A probate is a certificate granted by the court in respect of a Will, which proves the validity of the Will and grants rights to the executor to administer the estate of the deceased testator in the manner set out in the Will. Post the demise of the testator, the executors named in the Will can apply to the jurisdictional court to seek a probate to establish the authenticity of the Will.
Not all Wills mandatorily require a grant of probate in India. Whether a Will mandatorily requires a probate depends on the religion of the deceased testator and the jurisdiction with which the Will has nexus. This article discusses the legal requirement of probate in Delhi and adjoining National Capital Regions of Noida and Gurugram (Gurgaon), in respect of Wills made by Hindus.
The legal framework relating to probate of Wills made by Hindus in India is set out in the Indian Succession Act, 1925 (ISA).
The ISA provides for certain circumstances (as explained later) in which a probate is regarded as ‘mandatory’. However, the term ‘mandatory’ is a misnomer, in that the ISA does not provide that the Will would be invalid if it is not probated; instead, the Will is regarded as valid (unless proved to be invalid), but an executor or legatee under a Will which is not probated will not be able to establish their right as such.
In other words, executors may deal with the testator’s properties as per the Will and transfer the title to the legatees in respect of such properties, but the title is complete only when the probate is obtained. In case mandatory probate is not required, then the completion of title of the executor or legatee in respect of properties bequeathed by Will is not subject to grant of probate.
The reference to ‘mandatory probate’ in this article is to be understood in that context.
As noted above, the ISA sets out certain circumstances in which a probate would be mandatory. These circumstances are:
(i) If the Will was made in Kolkata or Chennai (Madras) or Mumbai (Bombay); or
(ii) If the Will was made outside those territories, but relates to immoveable property situated within those territories.
Thus, probate is not mandatory in case the Will is made outside Kolkata, Chennai or Mumbai, and does not deal with immovable property in Kolkata, Chennai or Mumbai.
Accordingly, if the Will is made by a Hindu in Delhi, Noida or Gurgaon and does not deal with immovable property in Kolkata, Chennai or Mumbai, then probate of such Will would not be mandatory under the ISA.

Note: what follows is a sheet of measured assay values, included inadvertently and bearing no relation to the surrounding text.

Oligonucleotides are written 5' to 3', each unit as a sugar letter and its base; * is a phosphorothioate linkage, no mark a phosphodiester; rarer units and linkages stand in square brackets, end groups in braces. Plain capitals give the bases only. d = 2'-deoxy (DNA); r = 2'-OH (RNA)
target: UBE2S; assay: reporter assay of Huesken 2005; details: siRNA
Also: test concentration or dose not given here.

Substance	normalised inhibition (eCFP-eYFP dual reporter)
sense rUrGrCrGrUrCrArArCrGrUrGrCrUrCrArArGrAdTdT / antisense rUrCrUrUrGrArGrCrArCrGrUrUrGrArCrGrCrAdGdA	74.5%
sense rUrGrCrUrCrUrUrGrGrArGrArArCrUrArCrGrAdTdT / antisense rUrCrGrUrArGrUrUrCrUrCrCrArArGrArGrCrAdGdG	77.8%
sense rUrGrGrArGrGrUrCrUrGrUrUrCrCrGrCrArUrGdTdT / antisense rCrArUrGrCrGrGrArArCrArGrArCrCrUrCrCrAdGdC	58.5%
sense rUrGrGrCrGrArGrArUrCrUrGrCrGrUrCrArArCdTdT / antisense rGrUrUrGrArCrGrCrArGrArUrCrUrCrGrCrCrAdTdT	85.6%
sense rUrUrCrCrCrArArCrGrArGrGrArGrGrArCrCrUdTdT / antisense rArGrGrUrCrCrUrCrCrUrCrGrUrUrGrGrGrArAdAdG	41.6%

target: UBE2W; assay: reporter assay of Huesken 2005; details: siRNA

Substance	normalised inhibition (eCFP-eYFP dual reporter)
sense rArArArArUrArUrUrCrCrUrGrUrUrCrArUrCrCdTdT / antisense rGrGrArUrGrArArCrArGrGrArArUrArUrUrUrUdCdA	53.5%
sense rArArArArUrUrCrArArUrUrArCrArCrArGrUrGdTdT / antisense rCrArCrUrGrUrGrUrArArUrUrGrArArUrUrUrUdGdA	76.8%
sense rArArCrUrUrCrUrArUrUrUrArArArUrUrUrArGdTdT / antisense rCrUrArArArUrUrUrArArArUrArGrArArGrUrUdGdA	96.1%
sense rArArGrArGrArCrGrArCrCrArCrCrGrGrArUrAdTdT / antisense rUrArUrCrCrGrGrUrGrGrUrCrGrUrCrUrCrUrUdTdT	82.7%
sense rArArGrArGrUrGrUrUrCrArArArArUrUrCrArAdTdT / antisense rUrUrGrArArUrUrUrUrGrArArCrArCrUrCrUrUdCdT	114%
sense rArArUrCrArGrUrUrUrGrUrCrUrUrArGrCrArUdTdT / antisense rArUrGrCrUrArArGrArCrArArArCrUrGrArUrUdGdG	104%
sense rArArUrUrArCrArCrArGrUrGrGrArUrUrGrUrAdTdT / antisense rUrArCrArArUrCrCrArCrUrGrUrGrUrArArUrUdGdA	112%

This position is supported by numerous judgments. In Clarence Pais and Ors. v. Union of India, the deceased held immovable property in Delhi. In this connection, the Supreme Court of India has inter alia observed that no probate would be required as the Will was made by a Hindu outside the territories covered under the ISA (i.e. Kolkata, Chennai or Mumbai). This was reiterated in Harvinder Singh and Ors. v. Ranjit Kaur and Ors., by the Delhi High Court.
Noida falls within the state of Uttar Pradesh. In Fazalur Rehman v. Gopal Sahu, the Allahabad High Court has held that obtaining of probate is not mandatory for a Will in respect of property located within the State of Uttar Pradesh. The court relied on an old judgment in Nobat Ram v. Gayatri Devi, for this observation.
Similarly, Gurugram (Gurgaon) is located in the state of Haryana. In Joginder Pal v. Indian Red Cross Society and Ors., the Supreme Court has affirmed that “it is not necessary to apply for letters of administration or probate in the States of Punjab and Haryana.”
Although it is not mandatory to obtain probate of a Will in Delhi and adjoining National Capital Regions of Noida and Gurgaon as above, an executor may voluntarily apply for a probate. While obtaining probate in these regions is not common, it is occasionally prompted by certain regulatory authorities, banks or other institutions insisting on production of a probated Will in order to recognise the claims of legal heirs. Executors are also well advised to seek probate of the Will, even when not mandatory, before dealing with the testator’s property if they anticipate a challenge to the validity of the Will, as a grant of probate authenticates the Will and is conclusive as to its due execution and validity.
 The validity of the Will may of course be assailed on grounds such as incapacity of the testator, undue influence on the testator, Will being a forgery, etc.
 S. Parthasarathy Aiyar v. M. Subbaraya Gramany and Anr, AIR 1924 Mad 67; Mohamed Salman Noorani v. Radhika Bhargava, 2014 (6) BomCR 379.
 (2001) 4 SCC 325.
 2011 SCC OnLine 257.
 2016 (117) ALR 135.
 1968 ALJ 69.
 AIR 2000 SC 3279.
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